Thomas Eakins' masterpiece, "The Gross Clinic (1875), is undergoing the first effort in half a century to study, clean, repair, and restore the iconic work. This complex story of healing will be the subject of the exhibition "An Eakins Masterpiece Restored: Seeing" The Gross Clinic Anew," scheduled to open at the Art Museum on July...
PHILADELPHIA — Tucked away on the third floor of the art deco Perelman Building, in a corner nook hidden by a towering black screen, hangs what is widely considered the greatest American painting of the 19th century.
Thomas Eakins’ masterpiece, “The Gross Clinic (1875), is resting comfortably in the Philadelphia Museum of Art’s conservation laboratory. The 8-by-6-foot canvas has a semiprivate room these days, sharing space only with a small Rembrandt head of Christ.
Seeing the painting here is almost like barging unannounced into a convalescent’s room. Can this frail piece of art be the great work that inspired a dramatic and costly public effort in 2006 to buy it and keep it here, in the city of its birth?
“The Gross Clinic” hangs without frame. In the upper right is a blotch of gray — not the shadowy head and leg of memory — and in the center an eerie reddish-brown field with two figures melting away into nothingness.
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But what appear to be signs of distress and ghostly infirmity are in fact stages of the first effort in half a century to study, clean, repair, and restore the iconic work.
This complex story of healing will be the subject of the exhibition “An Eakins Masterpiece Restored: Seeing” The Gross Clinic Anew,” scheduled to open at the Art Museum on July 24 for a run through Jan. 9.
The show will explore the history of the painting as a work of art and as an object subject to the shifting desires and tastes of its initial and longtime owner — Jefferson Medical College, now Thomas Jefferson University — and the well-meaning but nearly disastrous efforts of early conservators and restorers.
Make no mistake: “The Gross Clinic” has suffered from good intentions.
Like doctors who sought to cure yellow fever by draining away the blood of their patients, conservators and restorers of the past aimed to clean this somber canvas, brighten it, strengthen it — often by draining away its paint.
They dissolved figures, erased final finishes, exposed lower paint layers, and weakened the composition.
Despite all this, the tremendous energy of the composition — monumental Samuel Gross, preeminent Jefferson surgeon, scalpel in bloody hand, poised above a patient’s open incision as scores of students look on — has withstood misguided improvement efforts.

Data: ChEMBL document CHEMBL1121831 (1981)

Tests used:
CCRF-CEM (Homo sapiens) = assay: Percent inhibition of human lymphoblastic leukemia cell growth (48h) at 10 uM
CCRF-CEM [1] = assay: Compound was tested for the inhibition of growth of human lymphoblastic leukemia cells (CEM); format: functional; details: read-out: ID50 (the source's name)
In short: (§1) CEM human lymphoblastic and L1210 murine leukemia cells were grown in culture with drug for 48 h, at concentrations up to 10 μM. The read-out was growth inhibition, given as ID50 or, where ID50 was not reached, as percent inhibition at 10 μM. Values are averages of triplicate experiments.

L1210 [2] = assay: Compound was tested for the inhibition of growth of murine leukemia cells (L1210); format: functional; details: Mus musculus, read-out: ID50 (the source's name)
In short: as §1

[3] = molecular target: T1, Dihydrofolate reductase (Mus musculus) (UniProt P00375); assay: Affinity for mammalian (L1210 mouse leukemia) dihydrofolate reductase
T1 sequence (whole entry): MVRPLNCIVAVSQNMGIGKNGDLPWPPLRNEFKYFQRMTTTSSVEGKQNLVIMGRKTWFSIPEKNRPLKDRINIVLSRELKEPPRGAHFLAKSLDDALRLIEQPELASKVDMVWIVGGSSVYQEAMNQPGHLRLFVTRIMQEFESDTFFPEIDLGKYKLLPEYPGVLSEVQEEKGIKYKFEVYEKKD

How to return this painting to something akin to what Eakins intended has been the subject of intense discussion among curators and conservators at the Art Museum and the Pennsylvania Academy of the Fine Arts, its institutional owners, for almost two years. Nearly four years ago, they led a massive public effort to raise $68 million to buy the work when Jefferson announced its sale to an Arkansas museum.
“I first worked on the picture, a surface cleaning and a revarnishing, in 1982. That was for the Eakins retrospective here at the museum,” Mark S. Tucker, the museum’s vice chairman of conservation and senior paintings conservator, said as he gazed up at the canvas.
Members of the restoration team, including academy curator Anna O. Marley and conservator Aella Diamantopoulos, and the museum’s senior curator of American art, Kathleen A. Foster, looked on, along with museum director Timothy Rub and academy president David R. Brigham.
“As a really young conservator I got to work on it,” Tucker continued, speaking to his attentive audience. “And in intervening years, I’d go down to Jefferson whenever they needed it examined for a loan or something like that. So I stayed in touch with it.
“When our own Eakins show was scheduled here in 2001 we were doing a lot of research on Eakins generally, so I was down there looking at it a lot, and even at that point I realized that some things in the picture had changed in a fundamental way, that the way it looked when it came off of Eakins’ easel was not the way it looks now.”
With extensive archival research and a close examination of early images of the painting, including a precise ink wash executed by Eakins shortly after he completed the canvas, the nature of the changes became clear.
In addition, Tucker and his colleagues subjected the canvas to extensive examination using a variety of technologies. X-rays, for instance, revealed that Eakins had changed his composition “on the fly,” as Foster put it, during the course of laying on the paint.
The artist, at first, apparently conceived Gross working completely within the operating arena, with the viewer separated from the action by a low wooden amphitheater wall along the bottom of the picture. But the finished work contains no wall; instead, the viewer is thrust into the center of the drama.
X-ray photography, which had never been performed on the painting, revealed the shadow wall beneath the finished surface. (Eakins used the wall concept in his later monumental medical painting, “The Agnew Clinic.”)
Other subtle changes are also apparent in the ghostly X-ray: The position of a clerk documenting the operation is moved up a few inches, and limbs are moved slightly to open up the area beneath the operating table.
“All the changes that he made were for the good,” Foster said.